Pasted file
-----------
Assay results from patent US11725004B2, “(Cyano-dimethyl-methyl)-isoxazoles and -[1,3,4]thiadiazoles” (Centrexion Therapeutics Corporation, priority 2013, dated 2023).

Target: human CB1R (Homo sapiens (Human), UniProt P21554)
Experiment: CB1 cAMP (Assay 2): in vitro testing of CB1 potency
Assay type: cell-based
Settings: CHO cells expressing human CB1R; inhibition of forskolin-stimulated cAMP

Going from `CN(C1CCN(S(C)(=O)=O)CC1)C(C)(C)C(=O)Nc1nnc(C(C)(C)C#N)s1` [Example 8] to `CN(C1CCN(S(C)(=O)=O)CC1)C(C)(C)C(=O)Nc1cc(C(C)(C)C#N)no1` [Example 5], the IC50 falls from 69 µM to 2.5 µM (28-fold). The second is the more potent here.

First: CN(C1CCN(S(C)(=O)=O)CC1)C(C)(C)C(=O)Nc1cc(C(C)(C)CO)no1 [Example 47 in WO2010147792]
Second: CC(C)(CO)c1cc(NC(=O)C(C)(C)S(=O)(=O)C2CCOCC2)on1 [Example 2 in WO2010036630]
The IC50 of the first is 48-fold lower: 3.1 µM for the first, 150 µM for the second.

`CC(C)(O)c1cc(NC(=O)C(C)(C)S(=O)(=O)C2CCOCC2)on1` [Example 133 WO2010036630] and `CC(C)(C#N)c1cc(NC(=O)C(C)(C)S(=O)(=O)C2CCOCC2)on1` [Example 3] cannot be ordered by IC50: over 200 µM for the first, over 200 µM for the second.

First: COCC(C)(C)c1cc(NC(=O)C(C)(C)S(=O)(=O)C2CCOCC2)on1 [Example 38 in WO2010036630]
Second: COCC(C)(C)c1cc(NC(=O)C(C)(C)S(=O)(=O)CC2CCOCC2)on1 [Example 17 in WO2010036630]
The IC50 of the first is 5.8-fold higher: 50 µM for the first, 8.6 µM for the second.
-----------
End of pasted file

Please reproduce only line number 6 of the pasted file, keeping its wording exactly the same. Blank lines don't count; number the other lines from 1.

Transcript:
Going from `CN(C1CCN(S(C)(=O)=O)CC1)C(C)(C)C(=O)Nc1nnc(C(C)(C)C#N)s1` [Example 8] to `CN(C1CCN(S(C)(=O)=O)CC1)C(C)(C)C(=O)Nc1cc(C(C)(C)C#N)no1` [Example 5], the IC50 falls from 69 µM to 2.5 µM (28-fold). The second is the more potent here.